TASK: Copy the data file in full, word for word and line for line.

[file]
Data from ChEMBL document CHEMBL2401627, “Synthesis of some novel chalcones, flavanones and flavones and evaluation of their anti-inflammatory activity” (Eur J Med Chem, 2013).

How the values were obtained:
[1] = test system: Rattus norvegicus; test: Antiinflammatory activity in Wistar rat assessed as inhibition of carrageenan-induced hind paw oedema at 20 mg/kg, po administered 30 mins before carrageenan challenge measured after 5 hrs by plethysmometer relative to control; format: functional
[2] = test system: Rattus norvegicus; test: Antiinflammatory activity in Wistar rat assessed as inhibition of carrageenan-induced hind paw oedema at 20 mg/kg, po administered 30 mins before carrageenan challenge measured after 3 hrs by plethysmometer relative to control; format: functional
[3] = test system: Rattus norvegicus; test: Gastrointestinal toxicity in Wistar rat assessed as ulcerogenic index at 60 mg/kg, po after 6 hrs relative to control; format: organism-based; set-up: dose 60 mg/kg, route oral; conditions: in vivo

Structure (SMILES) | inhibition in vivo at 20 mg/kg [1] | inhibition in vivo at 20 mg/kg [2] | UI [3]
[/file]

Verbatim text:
Data from ChEMBL document CHEMBL2401627, “Synthesis of some novel chalcones, flavanones and flavones and evaluation of their anti-inflammatory activity” (Eur J Med Chem, 2013).

How the values were obtained:
[1] = test system: Rattus norvegicus; test: Antiinflammatory activity in Wistar rat assessed as inhibition of carrageenan-induced hind paw oedema at 20 mg/kg, po administered 30 mins before carrageenan challenge measured after 5 hrs by plethysmometer relative to control; format: functional
[2] = test system: Rattus norvegicus; test: Antiinflammatory activity in Wistar rat assessed as inhibition of carrageenan-induced hind paw oedema at 20 mg/kg, po administered 30 mins before carrageenan challenge measured after 3 hrs by plethysmometer relative to control; format: functional
[3] = test system: Rattus norvegicus; test: Gastrointestinal toxicity in Wistar rat assessed as ulcerogenic index at 60 mg/kg, po after 6 hrs relative to control; format: organism-based; set-up: dose 60 mg/kg, route oral; conditions: in vivo

Structure (SMILES) | inhibition in vivo at 20 mg/kg [1] | inhibition in vivo at 20 mg/kg [2] | UI [3]